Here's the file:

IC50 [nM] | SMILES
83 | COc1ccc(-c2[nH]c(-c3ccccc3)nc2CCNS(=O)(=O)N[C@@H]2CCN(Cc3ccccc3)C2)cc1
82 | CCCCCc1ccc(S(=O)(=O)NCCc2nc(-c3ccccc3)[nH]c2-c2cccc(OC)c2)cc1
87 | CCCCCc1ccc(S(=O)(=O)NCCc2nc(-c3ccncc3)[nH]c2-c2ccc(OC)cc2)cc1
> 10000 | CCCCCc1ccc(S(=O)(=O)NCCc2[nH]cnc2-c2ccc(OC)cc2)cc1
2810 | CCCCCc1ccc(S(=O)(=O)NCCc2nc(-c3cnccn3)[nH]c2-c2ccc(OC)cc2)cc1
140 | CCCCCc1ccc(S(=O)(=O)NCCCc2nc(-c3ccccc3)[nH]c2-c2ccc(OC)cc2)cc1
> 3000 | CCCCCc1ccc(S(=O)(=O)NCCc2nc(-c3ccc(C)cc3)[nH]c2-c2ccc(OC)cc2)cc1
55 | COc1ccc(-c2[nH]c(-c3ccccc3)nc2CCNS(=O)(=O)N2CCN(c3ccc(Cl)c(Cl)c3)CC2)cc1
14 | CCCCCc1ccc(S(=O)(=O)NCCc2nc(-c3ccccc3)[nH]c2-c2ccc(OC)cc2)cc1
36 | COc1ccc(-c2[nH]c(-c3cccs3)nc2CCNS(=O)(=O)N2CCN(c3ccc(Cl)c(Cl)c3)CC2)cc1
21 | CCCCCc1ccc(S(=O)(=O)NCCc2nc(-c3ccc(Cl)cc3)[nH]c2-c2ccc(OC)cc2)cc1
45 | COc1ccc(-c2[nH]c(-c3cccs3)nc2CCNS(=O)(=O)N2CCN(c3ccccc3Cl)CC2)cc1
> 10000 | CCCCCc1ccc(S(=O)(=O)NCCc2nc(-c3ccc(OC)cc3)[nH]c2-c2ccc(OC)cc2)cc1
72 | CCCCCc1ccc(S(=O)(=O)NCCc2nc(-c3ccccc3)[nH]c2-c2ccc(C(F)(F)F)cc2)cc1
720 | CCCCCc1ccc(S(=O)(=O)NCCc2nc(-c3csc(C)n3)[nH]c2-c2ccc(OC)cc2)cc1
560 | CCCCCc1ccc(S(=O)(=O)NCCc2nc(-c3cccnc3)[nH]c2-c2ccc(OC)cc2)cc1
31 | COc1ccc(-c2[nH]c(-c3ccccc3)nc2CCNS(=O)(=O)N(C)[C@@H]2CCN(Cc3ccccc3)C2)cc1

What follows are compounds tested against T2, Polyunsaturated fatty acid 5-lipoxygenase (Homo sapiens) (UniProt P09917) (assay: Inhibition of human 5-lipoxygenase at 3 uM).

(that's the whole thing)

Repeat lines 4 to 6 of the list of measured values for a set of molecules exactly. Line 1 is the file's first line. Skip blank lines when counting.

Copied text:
87 | CCCCCc1ccc(S(=O)(=O)NCCc2nc(-c3ccncc3)[nH]c2-c2ccc(OC)cc2)cc1
> 10000 | CCCCCc1ccc(S(=O)(=O)NCCc2[nH]cnc2-c2ccc(OC)cc2)cc1
2810 | CCCCCc1ccc(S(=O)(=O)NCCc2nc(-c3cnccn3)[nH]c2-c2ccc(OC)cc2)cc1